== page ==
Keywords: Critique of rule of law and constitutional supremacy; faith strengthening language of the doctrine; factual dimension / requisite (of law); justice (ideal) dimension / requisite (of law); substituting law; lapsed law; legal lacunae; substituted law; legal norms in contrast to legal norm-formulations

    327. Petra says:

      @ Cubby says at 11:26 am …. ”The great British Empire could not put together a written constitution over a period of more than 300 years if it really wanted to. There logically has to be reason(s) why it has never happened.”…

      Yeah when you think of how organised the UK was previously and the many highly intelligent people who could have easily done so over the last 300 years it gives you food for thought. I reckon it never happened because the Scots were wise enough to keep control over Scots Law, Cubby. Just my opinion. They couldn’t ‘merge’ all aspects of the two Kingdoms together, so abandoned the idea altogether.

    328. CameronB Brodie says:

      Parliamentary sovereignty does not deliver impartial justice and is incapable of securing individual liberties and human rights (see Brexit). Popular sovereignty is the way to go. Has been since 1320. 😉

      Constitutional Justice: A Liberal Theory of the Rule of Law


      This book explains and defends the concept of the rule of law as an ideal of constitutionalism, and discusses the general principles of public law set in the broader perspective of legal and political philosophy. Although primarily an essay in constitutional theory, its practical implications are fully explained by reference to case-law examples. Drawing on the experience of a number of common law countries — especially Britain, the United States, and Australia — this book seeks to identify the common elements of a shared constitutional framework that provides the foundations, in each case, of a liberal democratic legal order. These common foundations include certain constraints on the exercise of state power, challenging the widespread view that the rule of law should be conceived as a purely procedural ideal.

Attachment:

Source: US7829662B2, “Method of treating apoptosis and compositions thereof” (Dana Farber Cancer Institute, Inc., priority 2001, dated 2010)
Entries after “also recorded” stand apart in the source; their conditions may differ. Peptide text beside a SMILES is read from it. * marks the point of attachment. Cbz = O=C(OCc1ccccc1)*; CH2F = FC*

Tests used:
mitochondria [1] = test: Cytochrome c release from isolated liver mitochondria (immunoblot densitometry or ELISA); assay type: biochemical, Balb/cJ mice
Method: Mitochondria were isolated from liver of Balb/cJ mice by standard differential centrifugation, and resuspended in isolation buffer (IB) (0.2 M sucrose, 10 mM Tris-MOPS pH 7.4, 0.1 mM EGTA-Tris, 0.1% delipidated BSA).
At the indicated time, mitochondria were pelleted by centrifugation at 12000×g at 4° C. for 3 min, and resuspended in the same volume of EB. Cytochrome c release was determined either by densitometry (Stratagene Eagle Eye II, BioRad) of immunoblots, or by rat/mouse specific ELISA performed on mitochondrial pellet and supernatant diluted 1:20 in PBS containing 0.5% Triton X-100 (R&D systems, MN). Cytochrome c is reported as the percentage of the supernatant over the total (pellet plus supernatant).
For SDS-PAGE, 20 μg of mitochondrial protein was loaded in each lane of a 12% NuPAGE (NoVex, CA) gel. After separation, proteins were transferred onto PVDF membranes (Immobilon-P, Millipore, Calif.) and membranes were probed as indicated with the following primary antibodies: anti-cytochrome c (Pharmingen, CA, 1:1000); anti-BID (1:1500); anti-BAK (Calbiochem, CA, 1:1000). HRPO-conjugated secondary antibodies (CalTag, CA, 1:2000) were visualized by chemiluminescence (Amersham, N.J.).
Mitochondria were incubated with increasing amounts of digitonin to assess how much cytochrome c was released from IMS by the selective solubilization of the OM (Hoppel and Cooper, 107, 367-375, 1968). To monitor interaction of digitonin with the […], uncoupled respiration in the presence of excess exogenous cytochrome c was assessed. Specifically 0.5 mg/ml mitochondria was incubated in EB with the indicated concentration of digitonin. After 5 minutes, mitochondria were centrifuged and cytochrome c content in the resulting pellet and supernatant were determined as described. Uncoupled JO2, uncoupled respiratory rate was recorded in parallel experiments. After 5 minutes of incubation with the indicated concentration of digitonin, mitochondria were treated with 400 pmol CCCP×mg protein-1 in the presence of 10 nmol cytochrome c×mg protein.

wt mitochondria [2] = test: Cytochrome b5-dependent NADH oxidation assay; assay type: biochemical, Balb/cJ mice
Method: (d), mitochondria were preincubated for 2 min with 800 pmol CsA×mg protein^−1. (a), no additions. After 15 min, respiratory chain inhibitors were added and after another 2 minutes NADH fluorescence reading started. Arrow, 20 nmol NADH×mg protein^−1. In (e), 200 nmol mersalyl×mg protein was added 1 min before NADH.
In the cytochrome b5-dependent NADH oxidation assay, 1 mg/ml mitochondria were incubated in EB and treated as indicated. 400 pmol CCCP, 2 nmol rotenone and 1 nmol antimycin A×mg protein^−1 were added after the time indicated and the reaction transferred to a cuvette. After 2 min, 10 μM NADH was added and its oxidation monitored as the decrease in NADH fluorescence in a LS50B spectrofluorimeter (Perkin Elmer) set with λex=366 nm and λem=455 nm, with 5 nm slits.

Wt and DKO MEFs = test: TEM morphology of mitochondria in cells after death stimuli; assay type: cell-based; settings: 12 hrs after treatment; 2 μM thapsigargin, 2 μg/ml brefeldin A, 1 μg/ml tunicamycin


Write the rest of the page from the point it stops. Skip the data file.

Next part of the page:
The book explains the essential connections between a range of matters critical to the relationship between citizen and state, including freedoms of speech and conscience, civil disobedience, procedural fairness, administrative justice, the right of silence, and equal protection or equality before the law. The limits of parliamentary sovereignty are shown to derive from its status as a common law doctrine, when the common law is interpreted as a deliberative process of moral argument and justification. Legislative supremacy is qualified by a counter-balancing judicial sovereignty, ensuring the protection of fundamental common law rights of procedural fairness and equality.

      Keywords: constitutional theory, liberal law, rule of law, constitutionalism, public law, political philosophy, case-law, common law countries